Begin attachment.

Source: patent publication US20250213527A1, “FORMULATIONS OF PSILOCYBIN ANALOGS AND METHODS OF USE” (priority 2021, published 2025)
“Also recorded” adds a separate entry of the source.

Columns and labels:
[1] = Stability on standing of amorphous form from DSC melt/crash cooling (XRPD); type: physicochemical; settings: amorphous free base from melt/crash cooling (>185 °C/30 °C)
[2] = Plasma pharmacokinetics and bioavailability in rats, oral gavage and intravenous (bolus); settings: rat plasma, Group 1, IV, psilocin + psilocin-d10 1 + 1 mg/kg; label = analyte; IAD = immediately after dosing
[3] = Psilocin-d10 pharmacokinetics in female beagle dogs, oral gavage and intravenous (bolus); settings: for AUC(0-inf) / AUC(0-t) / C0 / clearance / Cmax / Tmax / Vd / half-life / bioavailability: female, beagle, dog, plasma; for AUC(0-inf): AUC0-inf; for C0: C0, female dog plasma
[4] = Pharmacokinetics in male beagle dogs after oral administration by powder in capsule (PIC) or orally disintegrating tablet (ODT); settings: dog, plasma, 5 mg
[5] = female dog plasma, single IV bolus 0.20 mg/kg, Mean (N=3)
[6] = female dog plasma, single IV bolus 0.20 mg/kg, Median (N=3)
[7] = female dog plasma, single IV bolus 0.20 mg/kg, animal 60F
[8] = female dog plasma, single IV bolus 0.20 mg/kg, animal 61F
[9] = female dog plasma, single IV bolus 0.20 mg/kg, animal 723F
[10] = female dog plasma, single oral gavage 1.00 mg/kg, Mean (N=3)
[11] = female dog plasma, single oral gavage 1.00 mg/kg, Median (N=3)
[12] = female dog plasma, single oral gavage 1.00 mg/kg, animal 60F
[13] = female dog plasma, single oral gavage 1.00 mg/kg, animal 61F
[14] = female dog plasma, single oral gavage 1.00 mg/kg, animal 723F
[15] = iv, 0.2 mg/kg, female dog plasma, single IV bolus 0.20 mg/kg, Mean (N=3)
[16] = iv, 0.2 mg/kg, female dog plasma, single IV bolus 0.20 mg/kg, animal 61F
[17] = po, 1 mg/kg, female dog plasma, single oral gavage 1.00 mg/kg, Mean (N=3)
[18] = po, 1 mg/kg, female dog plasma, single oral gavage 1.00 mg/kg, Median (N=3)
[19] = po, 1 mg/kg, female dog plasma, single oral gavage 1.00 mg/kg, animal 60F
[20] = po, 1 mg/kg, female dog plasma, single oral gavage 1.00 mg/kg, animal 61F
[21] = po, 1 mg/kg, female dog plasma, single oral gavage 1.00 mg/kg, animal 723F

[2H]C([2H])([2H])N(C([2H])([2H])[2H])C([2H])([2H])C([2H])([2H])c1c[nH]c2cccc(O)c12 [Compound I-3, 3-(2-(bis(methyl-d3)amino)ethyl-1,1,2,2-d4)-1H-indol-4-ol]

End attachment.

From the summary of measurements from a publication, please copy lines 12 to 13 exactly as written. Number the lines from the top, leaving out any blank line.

[9] = female dog plasma, single IV bolus 0.20 mg/kg, animal 723F
[10] = female dog plasma, single oral gavage 1.00 mg/kg, Mean (N=3)